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North America treated to total lunar eclipse

December 21, 2010 - SPACE

The last lunar eclipse of 2010 is especially well placed for observers throughout North America and the total phase will last for 72 minutes. A lunar eclipse occurs when the Moon aligns within Earth's shadow, taking on a reddish glow. The date invites a check on the state of the race to the Moon. Several spacefaring nations have set their sights on manned Moon missions, but there is a hint of the worry that being first to land humans on the Moon again could mean being last in the Mars race.

In 2004, the United States launched the Constellation project with the goal of returning to the Moon by 2020 and then establishing a lunar launch pad for a first trip to Mars. China, Japan, India have all been sending probes to the moon and drawing plans for lunar bases. The announcement in Sep 2009 that there is water on the Moon makes lunar real estate more useable for lunar bases and other purposes, but discussion at NASA is beginning to suggest that the budget won't stretch to both Moon and Mars missions and that the agency will have to make a choice. The present ills of the global economy are likely to press the same choice on the other space agencies. The event is the second lunar eclipse of 2010. The first in June, is a partial eclipse. The year 2011 will see two total lunar eclipses and no partial eclipses.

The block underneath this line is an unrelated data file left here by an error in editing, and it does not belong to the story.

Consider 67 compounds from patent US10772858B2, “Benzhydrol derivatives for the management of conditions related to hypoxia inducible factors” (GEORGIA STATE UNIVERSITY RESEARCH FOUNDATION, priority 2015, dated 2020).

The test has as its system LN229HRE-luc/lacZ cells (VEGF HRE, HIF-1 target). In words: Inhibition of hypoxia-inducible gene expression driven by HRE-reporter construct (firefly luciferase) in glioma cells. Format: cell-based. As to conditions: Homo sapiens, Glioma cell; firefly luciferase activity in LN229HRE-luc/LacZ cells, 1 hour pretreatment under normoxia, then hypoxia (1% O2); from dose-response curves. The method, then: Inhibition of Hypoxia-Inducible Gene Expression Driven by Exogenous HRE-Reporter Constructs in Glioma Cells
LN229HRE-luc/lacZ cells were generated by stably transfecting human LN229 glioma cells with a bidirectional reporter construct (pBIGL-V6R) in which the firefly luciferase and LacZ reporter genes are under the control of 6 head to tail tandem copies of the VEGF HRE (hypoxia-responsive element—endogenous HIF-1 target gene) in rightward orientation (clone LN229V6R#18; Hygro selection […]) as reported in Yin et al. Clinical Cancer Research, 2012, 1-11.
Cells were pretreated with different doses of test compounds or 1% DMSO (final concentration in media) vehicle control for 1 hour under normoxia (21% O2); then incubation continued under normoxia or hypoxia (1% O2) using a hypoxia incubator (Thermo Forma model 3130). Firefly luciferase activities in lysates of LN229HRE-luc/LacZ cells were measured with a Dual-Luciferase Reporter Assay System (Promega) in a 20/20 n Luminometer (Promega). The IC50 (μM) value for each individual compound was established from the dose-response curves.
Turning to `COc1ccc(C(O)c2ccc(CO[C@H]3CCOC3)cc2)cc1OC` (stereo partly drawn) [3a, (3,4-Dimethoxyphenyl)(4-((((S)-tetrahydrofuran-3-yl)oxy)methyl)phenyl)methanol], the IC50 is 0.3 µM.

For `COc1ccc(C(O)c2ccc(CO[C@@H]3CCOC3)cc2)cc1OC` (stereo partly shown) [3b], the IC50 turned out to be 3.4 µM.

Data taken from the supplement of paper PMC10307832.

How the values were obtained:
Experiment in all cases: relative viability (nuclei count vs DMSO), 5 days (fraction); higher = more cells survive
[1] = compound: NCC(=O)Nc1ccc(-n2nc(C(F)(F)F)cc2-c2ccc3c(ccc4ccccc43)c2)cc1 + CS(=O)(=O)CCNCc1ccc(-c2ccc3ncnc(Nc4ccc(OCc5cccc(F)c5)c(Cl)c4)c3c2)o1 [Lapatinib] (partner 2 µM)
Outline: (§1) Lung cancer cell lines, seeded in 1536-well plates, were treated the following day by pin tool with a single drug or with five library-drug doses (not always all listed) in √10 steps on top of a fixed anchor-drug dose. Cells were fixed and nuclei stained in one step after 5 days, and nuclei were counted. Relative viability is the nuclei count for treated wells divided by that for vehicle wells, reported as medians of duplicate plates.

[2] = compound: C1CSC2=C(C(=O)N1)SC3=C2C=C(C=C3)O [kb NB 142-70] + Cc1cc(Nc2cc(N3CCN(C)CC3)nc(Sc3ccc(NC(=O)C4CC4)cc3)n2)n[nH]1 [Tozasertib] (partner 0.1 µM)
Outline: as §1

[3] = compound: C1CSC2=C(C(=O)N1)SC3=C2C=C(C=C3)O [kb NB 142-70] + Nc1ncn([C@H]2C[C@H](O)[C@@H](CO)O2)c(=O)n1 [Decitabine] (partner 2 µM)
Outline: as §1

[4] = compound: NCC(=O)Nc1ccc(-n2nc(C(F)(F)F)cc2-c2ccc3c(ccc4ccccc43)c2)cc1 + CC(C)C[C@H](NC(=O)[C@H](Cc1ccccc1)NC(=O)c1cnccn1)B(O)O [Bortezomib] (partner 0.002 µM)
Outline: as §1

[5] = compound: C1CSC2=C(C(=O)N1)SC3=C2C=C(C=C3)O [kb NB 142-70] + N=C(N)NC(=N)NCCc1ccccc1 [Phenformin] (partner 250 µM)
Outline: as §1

Obama Space panel says Moon return plan a no go (AP 8 Sep 2009)

Official: Water found on the Moon (Space.com/Yahoo 23 Sep 2009)

NASA finds ice on the Moon and on Mars (Reuters 24 Sep 2009)

Date written/update: 2010-12-21